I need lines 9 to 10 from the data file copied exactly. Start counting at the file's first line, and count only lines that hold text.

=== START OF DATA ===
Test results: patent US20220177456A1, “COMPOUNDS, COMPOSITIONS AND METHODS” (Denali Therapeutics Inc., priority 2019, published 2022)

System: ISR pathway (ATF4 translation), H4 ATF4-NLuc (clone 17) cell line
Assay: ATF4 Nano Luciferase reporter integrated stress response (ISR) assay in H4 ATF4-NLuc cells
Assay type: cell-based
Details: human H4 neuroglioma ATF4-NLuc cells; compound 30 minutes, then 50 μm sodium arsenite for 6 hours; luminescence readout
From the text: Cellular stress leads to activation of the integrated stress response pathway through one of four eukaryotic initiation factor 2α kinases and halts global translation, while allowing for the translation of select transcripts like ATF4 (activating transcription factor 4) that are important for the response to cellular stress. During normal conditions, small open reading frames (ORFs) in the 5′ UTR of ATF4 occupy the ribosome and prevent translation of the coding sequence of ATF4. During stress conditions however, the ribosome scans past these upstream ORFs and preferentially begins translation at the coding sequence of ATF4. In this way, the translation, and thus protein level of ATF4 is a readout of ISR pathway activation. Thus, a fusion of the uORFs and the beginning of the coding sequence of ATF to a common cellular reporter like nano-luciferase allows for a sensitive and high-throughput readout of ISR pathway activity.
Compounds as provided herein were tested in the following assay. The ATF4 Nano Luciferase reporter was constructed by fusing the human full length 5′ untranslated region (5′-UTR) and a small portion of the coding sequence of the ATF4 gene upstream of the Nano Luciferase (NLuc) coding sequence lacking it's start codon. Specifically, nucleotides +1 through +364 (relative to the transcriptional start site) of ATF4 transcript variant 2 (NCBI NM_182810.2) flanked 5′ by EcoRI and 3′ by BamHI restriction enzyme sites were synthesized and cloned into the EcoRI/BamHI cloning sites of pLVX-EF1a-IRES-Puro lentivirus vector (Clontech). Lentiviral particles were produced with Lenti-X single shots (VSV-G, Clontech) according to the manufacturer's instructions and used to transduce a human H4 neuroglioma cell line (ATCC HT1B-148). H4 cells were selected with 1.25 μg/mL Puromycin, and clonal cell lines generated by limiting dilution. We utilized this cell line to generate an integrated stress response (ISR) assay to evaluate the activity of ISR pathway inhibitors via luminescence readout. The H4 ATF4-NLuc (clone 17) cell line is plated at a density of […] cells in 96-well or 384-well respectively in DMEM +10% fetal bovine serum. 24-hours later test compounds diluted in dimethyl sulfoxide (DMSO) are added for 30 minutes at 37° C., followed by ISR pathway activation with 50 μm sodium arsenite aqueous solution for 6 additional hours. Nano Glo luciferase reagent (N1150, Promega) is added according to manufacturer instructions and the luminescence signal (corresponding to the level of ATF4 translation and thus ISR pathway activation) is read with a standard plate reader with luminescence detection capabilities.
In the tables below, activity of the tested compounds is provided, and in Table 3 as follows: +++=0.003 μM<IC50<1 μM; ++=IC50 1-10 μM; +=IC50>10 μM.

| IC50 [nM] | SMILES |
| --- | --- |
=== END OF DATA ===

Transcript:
| IC50 [nM] | SMILES |
| --- | --- |